Be sure to watch your feeders and glance around your yard at least once this weekend, then go online and report your findings for the Great Backyard Bird Count
, the most casual and relaxing avian monitoring program all year. This is a mid-winter effort organized by Cornell University’s Laboratory of Ornithology, National Audubon Society, and Bird Studies Canada, and sponsored by Wild Birds Unlimited. As described on the GBBC website, it is meant to “engage bird watchers of all ages in counting birds to create a real-time snapshot of where the birds are across the continent. Anyone can participate, from beginning bird watchers to experts.” This effort differs from the recent Christmas Bird Counts in a few important ways:
(1) It is local. As with any birding effort, you can expend any level of energy to accomplish this task, but “backyard” is the operative word, however you define that. This might literally be your own yard, your favorite city park, a walk on a local nature trail, or a whole day excursion to your favorite wildlife refuge. That’s your “backyard” for one bird list.
(2) Rather than accumulating a grand total of all birds counted all day, the information you report is “the greatest number of individuals of each species seen at any one time”. For instance, if a flock of 10 waxwings flies over once, then later on you see 30 in a nearby tree, you report 30 waxwings, not the total count. You might end up reporting the one flock of 10 Turkey Vultures that circled overhead, the one Western Scrub-Jay that came to your feeder, or your high count of 45 Chipping Sparrows all over your yard in mid-morning.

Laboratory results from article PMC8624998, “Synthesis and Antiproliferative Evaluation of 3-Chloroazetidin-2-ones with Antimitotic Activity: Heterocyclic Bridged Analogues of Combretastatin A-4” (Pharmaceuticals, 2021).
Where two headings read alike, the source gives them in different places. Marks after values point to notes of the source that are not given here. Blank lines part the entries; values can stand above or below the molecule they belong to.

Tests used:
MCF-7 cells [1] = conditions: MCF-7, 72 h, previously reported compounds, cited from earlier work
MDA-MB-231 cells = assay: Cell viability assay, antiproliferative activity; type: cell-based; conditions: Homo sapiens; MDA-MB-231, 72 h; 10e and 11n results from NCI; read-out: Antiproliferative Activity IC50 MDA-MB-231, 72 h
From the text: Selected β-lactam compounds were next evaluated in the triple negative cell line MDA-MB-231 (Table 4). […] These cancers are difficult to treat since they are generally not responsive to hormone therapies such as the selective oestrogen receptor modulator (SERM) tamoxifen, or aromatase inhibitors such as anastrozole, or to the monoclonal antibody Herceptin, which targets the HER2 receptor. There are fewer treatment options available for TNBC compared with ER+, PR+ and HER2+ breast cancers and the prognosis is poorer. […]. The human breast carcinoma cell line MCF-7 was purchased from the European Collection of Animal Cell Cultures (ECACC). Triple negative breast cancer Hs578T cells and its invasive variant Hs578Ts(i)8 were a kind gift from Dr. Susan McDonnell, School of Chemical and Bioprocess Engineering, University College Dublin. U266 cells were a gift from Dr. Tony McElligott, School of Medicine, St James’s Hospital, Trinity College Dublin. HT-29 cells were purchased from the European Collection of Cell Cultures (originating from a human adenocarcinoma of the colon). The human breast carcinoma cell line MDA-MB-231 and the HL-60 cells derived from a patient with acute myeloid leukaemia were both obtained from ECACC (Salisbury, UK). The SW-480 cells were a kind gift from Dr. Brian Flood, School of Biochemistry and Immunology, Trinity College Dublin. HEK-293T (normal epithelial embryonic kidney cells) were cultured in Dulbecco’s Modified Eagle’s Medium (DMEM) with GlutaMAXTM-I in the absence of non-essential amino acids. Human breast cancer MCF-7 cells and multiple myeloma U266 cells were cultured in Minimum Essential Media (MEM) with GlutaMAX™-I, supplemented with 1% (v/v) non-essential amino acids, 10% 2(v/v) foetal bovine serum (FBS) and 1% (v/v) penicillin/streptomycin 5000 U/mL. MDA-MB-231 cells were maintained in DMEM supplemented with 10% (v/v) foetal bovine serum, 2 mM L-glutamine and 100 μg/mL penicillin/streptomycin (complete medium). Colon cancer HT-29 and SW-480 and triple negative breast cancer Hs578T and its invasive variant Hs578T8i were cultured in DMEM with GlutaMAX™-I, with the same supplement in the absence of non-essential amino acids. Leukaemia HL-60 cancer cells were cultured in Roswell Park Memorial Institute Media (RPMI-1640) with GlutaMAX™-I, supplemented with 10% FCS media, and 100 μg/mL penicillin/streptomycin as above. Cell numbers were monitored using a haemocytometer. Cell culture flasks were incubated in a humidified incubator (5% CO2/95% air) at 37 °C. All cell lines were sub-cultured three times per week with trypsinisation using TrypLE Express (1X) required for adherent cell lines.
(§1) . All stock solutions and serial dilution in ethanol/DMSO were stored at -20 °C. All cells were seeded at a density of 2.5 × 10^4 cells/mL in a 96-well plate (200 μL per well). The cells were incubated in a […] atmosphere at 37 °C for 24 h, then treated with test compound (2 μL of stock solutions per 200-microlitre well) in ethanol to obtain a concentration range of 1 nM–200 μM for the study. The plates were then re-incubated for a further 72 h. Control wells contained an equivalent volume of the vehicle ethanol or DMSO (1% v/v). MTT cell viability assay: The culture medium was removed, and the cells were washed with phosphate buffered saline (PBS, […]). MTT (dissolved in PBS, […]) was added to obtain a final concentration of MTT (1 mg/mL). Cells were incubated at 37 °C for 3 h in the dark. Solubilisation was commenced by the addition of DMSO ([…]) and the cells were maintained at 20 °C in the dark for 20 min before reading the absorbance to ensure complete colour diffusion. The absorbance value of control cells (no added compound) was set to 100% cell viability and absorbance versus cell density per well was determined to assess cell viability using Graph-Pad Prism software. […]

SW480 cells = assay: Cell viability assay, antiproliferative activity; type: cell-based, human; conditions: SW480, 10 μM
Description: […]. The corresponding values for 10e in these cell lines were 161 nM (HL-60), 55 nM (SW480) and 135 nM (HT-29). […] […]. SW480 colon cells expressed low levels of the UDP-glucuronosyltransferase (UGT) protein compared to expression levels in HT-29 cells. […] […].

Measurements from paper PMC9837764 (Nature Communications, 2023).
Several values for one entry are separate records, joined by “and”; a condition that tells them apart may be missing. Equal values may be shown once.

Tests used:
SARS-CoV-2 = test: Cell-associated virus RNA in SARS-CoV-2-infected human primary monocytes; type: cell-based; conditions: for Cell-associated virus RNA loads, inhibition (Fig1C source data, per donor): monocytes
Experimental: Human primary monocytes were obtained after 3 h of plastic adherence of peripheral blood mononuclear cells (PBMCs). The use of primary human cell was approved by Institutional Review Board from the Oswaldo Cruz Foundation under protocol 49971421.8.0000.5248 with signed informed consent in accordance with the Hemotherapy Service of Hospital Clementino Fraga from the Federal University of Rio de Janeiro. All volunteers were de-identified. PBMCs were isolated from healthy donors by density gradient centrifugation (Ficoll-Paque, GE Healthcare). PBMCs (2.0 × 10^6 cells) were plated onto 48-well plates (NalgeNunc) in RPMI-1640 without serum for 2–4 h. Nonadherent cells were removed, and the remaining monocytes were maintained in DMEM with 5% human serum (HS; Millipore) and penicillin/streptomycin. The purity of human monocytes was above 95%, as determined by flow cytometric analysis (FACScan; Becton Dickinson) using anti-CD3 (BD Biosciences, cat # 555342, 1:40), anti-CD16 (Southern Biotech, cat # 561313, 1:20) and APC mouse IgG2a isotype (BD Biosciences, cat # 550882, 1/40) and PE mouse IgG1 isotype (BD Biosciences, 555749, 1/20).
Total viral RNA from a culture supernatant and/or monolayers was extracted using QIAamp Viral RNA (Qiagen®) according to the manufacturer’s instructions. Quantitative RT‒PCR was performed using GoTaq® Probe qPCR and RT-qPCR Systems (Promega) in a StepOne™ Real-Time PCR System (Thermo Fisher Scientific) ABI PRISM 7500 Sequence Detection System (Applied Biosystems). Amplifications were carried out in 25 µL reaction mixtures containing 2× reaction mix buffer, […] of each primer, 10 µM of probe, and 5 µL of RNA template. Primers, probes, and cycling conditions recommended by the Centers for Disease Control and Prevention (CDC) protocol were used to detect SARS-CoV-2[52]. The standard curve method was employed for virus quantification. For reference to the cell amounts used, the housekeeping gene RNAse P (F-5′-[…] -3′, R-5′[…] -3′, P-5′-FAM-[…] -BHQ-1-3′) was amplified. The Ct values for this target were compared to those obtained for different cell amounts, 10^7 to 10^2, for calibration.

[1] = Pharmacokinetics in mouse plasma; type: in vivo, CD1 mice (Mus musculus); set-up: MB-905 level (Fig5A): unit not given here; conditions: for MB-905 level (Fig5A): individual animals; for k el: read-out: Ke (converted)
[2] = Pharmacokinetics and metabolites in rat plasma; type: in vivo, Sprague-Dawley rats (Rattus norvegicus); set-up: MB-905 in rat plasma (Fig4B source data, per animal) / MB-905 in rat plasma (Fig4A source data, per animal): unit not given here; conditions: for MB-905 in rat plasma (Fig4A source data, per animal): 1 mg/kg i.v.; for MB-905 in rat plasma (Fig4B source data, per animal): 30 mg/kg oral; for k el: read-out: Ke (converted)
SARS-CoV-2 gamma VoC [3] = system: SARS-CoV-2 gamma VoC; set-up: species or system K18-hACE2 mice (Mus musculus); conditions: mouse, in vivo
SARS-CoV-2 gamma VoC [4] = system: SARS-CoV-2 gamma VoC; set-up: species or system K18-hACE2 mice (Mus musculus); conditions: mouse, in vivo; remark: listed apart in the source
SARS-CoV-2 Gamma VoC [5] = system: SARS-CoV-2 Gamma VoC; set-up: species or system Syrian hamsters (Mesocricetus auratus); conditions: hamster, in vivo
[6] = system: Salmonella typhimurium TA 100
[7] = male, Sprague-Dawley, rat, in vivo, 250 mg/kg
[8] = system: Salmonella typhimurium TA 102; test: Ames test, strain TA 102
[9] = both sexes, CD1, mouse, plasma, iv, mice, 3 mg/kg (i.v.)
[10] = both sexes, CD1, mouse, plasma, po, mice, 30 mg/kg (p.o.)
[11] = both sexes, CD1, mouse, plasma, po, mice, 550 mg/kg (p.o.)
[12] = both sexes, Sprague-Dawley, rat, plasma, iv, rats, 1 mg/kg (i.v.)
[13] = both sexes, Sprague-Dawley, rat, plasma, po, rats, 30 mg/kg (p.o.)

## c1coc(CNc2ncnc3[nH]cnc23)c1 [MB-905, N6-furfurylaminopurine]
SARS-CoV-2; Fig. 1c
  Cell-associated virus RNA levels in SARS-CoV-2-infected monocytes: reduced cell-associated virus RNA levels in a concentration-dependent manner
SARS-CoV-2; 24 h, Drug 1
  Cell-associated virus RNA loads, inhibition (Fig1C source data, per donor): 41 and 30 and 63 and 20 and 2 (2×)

(3) It is real-time and online. When you complete your birding effort, go online and enter your list of birds, then “explore the results” which are coming in from all over the continent. You can examine species distributions, totals, or the distribution of effort. You can participate on just one day or more than once, even submitting a new list for each day during this four day event, February 12-15. You may submit your lists for this weekend until March 1, but the fun of the event is keeping up with it as it is happening. This may be the perfect boredom reliever for those snow-bound folks on the East Coast!
Rob Iski and Elizabeth Lesley helped me accumulate a list of 24 bird species for the Refuge on Friday, the first day of the GBBC. For our purposes, our “backyard” was just the HQ and ops center including the photo blind and Post Oak Creek trail. Perhaps due to the chilly breeze, birds were not terribly conspicuous this day. There were no ducks on Post Oak Creek and we didn’t even see a Bewick’s Wren. I invite you to go to the GBBC results page
to find our entire list and further explore what is being seen across the country.